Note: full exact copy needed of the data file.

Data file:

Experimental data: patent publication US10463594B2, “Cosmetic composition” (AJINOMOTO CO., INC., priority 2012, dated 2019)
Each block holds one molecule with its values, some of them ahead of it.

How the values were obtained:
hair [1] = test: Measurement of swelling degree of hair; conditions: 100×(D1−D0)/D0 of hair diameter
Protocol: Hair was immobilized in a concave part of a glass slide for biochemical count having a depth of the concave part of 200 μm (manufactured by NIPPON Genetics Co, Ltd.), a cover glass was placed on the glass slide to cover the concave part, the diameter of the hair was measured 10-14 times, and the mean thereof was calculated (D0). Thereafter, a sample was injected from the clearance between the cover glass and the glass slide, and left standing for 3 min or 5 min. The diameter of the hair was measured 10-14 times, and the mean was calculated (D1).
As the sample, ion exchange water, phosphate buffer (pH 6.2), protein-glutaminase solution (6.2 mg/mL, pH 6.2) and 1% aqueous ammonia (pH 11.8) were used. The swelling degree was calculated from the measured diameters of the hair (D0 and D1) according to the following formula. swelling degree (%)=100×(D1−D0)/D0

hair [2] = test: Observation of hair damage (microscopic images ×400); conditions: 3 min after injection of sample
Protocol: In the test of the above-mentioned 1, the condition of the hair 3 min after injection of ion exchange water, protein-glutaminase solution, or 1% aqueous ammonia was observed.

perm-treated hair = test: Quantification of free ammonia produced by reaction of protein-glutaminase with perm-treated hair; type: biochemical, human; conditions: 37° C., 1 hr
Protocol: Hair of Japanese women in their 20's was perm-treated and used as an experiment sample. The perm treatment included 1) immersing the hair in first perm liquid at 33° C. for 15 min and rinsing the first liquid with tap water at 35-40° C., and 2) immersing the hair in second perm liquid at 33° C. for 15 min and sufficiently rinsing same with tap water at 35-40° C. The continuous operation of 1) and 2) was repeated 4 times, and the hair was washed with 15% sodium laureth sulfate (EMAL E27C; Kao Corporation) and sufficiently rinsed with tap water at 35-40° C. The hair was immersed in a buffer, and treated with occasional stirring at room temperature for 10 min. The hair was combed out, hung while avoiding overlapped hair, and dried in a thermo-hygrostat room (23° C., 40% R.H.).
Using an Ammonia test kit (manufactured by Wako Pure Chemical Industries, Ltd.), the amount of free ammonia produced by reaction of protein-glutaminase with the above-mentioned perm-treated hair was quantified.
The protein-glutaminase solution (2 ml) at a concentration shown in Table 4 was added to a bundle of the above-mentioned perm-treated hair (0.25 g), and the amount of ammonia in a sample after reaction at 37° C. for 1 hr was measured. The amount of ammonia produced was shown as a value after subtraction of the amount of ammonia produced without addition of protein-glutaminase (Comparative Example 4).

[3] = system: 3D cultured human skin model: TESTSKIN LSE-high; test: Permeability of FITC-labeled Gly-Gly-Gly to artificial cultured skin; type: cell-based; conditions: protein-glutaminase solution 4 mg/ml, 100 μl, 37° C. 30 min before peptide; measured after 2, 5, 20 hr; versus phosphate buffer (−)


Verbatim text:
Experimental data: patent publication US10463594B2, “Cosmetic composition” (AJINOMOTO CO., INC., priority 2012, dated 2019)
Each block holds one molecule with its values, some of them ahead of it.

How the values were obtained:
hair [1] = test: Measurement of swelling degree of hair; conditions: 100×(D1−D0)/D0 of hair diameter
Protocol: Hair was immobilized in a concave part of a glass slide for biochemical count having a depth of the concave part of 200 μm (manufactured by NIPPON Genetics Co, Ltd.), a cover glass was placed on the glass slide to cover the concave part, the diameter of the hair was measured 10-14 times, and the mean thereof was calculated (D0). Thereafter, a sample was injected from the clearance between the cover glass and the glass slide, and left standing for 3 min or 5 min. The diameter of the hair was measured 10-14 times, and the mean was calculated (D1).
As the sample, ion exchange water, phosphate buffer (pH 6.2), protein-glutaminase solution (6.2 mg/mL, pH 6.2) and 1% aqueous ammonia (pH 11.8) were used. The swelling degree was calculated from the measured diameters of the hair (D0 and D1) according to the following formula. swelling degree (%)=100×(D1−D0)/D0

hair [2] = test: Observation of hair damage (microscopic images ×400); conditions: 3 min after injection of sample
Protocol: In the test of the above-mentioned 1, the condition of the hair 3 min after injection of ion exchange water, protein-glutaminase solution, or 1% aqueous ammonia was observed.

perm-treated hair = test: Quantification of free ammonia produced by reaction of protein-glutaminase with perm-treated hair; type: biochemical, human; conditions: 37° C., 1 hr
Protocol: Hair of Japanese women in their 20's was perm-treated and used as an experiment sample. The perm treatment included 1) immersing the hair in first perm liquid at 33° C. for 15 min and rinsing the first liquid with tap water at 35-40° C., and 2) immersing the hair in second perm liquid at 33° C. for 15 min and sufficiently rinsing same with tap water at 35-40° C. The continuous operation of 1) and 2) was repeated 4 times, and the hair was washed with 15% sodium laureth sulfate (EMAL E27C; Kao Corporation) and sufficiently rinsed with tap water at 35-40° C. The hair was immersed in a buffer, and treated with occasional stirring at room temperature for 10 min. The hair was combed out, hung while avoiding overlapped hair, and dried in a thermo-hygrostat room (23° C., 40% R.H.).
Using an Ammonia test kit (manufactured by Wako Pure Chemical Industries, Ltd.), the amount of free ammonia produced by reaction of protein-glutaminase with the above-mentioned perm-treated hair was quantified.
The protein-glutaminase solution (2 ml) at a concentration shown in Table 4 was added to a bundle of the above-mentioned perm-treated hair (0.25 g), and the amount of ammonia in a sample after reaction at 37° C. for 1 hr was measured. The amount of ammonia produced was shown as a value after subtraction of the amount of ammonia produced without addition of protein-glutaminase (Comparative Example 4).

[3] = system: 3D cultured human skin model: TESTSKIN LSE-high; test: Permeability of FITC-labeled Gly-Gly-Gly to artificial cultured skin; type: cell-based; conditions: protein-glutaminase solution 4 mg/ml, 100 μl, 37° C. 30 min before peptide; measured after 2, 5, 20 hr; versus phosphate buffer (−)